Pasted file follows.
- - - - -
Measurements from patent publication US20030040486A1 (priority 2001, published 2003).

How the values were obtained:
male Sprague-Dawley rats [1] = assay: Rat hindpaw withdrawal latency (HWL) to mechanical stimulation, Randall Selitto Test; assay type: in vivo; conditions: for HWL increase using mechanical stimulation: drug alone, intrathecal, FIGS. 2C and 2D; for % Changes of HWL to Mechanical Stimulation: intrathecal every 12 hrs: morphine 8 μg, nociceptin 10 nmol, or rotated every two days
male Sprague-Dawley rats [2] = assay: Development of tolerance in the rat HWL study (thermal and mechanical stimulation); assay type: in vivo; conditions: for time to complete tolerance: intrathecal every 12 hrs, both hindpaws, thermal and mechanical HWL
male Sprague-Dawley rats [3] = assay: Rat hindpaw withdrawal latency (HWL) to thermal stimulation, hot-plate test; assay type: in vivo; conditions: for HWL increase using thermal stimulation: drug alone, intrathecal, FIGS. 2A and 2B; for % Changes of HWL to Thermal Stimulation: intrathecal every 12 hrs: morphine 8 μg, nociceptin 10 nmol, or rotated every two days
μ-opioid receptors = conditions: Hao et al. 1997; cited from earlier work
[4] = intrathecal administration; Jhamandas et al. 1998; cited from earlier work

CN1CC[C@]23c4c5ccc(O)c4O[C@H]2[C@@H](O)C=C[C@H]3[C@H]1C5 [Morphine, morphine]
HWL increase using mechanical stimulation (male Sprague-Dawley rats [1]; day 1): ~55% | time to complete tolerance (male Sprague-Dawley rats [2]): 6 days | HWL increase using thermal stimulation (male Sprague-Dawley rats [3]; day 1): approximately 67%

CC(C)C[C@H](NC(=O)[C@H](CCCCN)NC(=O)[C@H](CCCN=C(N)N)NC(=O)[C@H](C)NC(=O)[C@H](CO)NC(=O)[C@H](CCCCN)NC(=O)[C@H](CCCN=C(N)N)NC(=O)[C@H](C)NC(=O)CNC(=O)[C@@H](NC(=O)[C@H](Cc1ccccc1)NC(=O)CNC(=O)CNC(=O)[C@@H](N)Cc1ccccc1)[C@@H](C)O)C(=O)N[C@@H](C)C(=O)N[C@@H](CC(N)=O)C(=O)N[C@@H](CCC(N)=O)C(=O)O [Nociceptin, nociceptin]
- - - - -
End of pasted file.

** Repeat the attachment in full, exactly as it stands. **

Measurements from patent publication US20030040486A1 (priority 2001, published 2003).

How the values were obtained:
male Sprague-Dawley rats [1] = assay: Rat hindpaw withdrawal latency (HWL) to mechanical stimulation, Randall Selitto Test; assay type: in vivo; conditions: for HWL increase using mechanical stimulation: drug alone, intrathecal, FIGS. 2C and 2D; for % Changes of HWL to Mechanical Stimulation: intrathecal every 12 hrs: morphine 8 μg, nociceptin 10 nmol, or rotated every two days
male Sprague-Dawley rats [2] = assay: Development of tolerance in the rat HWL study (thermal and mechanical stimulation); assay type: in vivo; conditions: for time to complete tolerance: intrathecal every 12 hrs, both hindpaws, thermal and mechanical HWL
male Sprague-Dawley rats [3] = assay: Rat hindpaw withdrawal latency (HWL) to thermal stimulation, hot-plate test; assay type: in vivo; conditions: for HWL increase using thermal stimulation: drug alone, intrathecal, FIGS. 2A and 2B; for % Changes of HWL to Thermal Stimulation: intrathecal every 12 hrs: morphine 8 μg, nociceptin 10 nmol, or rotated every two days
μ-opioid receptors = conditions: Hao et al. 1997; cited from earlier work
[4] = intrathecal administration; Jhamandas et al. 1998; cited from earlier work

CN1CC[C@]23c4c5ccc(O)c4O[C@H]2[C@@H](O)C=C[C@H]3[C@H]1C5 [Morphine, morphine]
HWL increase using mechanical stimulation (male Sprague-Dawley rats [1]; day 1): ~55% | time to complete tolerance (male Sprague-Dawley rats [2]): 6 days | HWL increase using thermal stimulation (male Sprague-Dawley rats [3]; day 1): approximately 67%

CC(C)C[C@H](NC(=O)[C@H](CCCCN)NC(=O)[C@H](CCCN=C(N)N)NC(=O)[C@H](C)NC(=O)[C@H](CO)NC(=O)[C@H](CCCCN)NC(=O)[C@H](CCCN=C(N)N)NC(=O)[C@H](C)NC(=O)CNC(=O)[C@@H](NC(=O)[C@H](Cc1ccccc1)NC(=O)CNC(=O)CNC(=O)[C@@H](N)Cc1ccccc1)[C@@H](C)O)C(=O)N[C@@H](C)C(=O)N[C@@H](CC(N)=O)C(=O)N[C@@H](CCC(N)=O)C(=O)O [Nociceptin, nociceptin]